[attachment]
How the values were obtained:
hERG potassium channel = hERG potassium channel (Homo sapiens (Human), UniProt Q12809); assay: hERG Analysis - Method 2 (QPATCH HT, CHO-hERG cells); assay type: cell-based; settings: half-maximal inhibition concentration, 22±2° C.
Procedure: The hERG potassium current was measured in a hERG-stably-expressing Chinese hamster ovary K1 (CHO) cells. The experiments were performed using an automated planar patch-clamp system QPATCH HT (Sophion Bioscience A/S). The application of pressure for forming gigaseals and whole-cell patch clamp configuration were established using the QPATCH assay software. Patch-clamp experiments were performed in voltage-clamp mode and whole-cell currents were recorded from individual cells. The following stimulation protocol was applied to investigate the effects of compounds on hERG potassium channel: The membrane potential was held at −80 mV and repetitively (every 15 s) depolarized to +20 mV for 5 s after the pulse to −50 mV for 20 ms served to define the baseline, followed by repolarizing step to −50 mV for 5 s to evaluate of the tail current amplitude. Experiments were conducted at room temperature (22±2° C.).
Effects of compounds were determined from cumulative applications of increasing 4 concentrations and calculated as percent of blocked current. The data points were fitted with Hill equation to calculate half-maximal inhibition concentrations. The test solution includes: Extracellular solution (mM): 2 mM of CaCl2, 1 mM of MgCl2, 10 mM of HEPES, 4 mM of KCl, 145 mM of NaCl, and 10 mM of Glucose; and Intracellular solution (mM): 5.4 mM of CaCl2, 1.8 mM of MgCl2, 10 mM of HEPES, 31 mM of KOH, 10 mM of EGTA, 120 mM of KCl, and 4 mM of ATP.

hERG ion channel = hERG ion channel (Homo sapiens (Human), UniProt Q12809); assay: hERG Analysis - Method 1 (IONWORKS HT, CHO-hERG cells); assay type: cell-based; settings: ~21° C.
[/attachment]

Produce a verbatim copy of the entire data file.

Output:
How the values were obtained:
hERG potassium channel = hERG potassium channel (Homo sapiens (Human), UniProt Q12809); assay: hERG Analysis - Method 2 (QPATCH HT, CHO-hERG cells); assay type: cell-based; settings: half-maximal inhibition concentration, 22±2° C.
Procedure: The hERG potassium current was measured in a hERG-stably-expressing Chinese hamster ovary K1 (CHO) cells. The experiments were performed using an automated planar patch-clamp system QPATCH HT (Sophion Bioscience A/S). The application of pressure for forming gigaseals and whole-cell patch clamp configuration were established using the QPATCH assay software. Patch-clamp experiments were performed in voltage-clamp mode and whole-cell currents were recorded from individual cells. The following stimulation protocol was applied to investigate the effects of compounds on hERG potassium channel: The membrane potential was held at −80 mV and repetitively (every 15 s) depolarized to +20 mV for 5 s after the pulse to −50 mV for 20 ms served to define the baseline, followed by repolarizing step to −50 mV for 5 s to evaluate of the tail current amplitude. Experiments were conducted at room temperature (22±2° C.).
Effects of compounds were determined from cumulative applications of increasing 4 concentrations and calculated as percent of blocked current. The data points were fitted with Hill equation to calculate half-maximal inhibition concentrations. The test solution includes: Extracellular solution (mM): 2 mM of CaCl2, 1 mM of MgCl2, 10 mM of HEPES, 4 mM of KCl, 145 mM of NaCl, and 10 mM of Glucose; and Intracellular solution (mM): 5.4 mM of CaCl2, 1.8 mM of MgCl2, 10 mM of HEPES, 31 mM of KOH, 10 mM of EGTA, 120 mM of KCl, and 4 mM of ATP.

hERG ion channel = hERG ion channel (Homo sapiens (Human), UniProt Q12809); assay: hERG Analysis - Method 1 (IONWORKS HT, CHO-hERG cells); assay type: cell-based; settings: ~21° C.